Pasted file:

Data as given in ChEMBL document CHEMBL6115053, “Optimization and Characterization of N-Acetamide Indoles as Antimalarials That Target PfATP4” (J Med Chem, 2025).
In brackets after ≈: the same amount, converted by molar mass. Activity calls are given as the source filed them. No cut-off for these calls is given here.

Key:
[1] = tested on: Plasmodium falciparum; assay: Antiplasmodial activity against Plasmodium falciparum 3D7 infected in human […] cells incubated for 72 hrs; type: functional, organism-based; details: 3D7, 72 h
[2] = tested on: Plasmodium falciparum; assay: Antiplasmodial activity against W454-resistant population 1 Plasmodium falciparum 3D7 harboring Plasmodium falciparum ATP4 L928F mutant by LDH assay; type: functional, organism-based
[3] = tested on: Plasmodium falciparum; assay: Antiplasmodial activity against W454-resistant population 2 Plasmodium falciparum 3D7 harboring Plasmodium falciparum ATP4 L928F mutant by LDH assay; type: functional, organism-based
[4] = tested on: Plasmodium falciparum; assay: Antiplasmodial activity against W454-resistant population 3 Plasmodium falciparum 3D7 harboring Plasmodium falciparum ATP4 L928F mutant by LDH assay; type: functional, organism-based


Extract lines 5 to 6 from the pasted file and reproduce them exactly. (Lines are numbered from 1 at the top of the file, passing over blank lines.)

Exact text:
[2] = tested on: Plasmodium falciparum; assay: Antiplasmodial activity against W454-resistant population 1 Plasmodium falciparum 3D7 harboring Plasmodium falciparum ATP4 L928F mutant by LDH assay; type: functional, organism-based
[3] = tested on: Plasmodium falciparum; assay: Antiplasmodial activity against W454-resistant population 2 Plasmodium falciparum 3D7 harboring Plasmodium falciparum ATP4 L928F mutant by LDH assay; type: functional, organism-based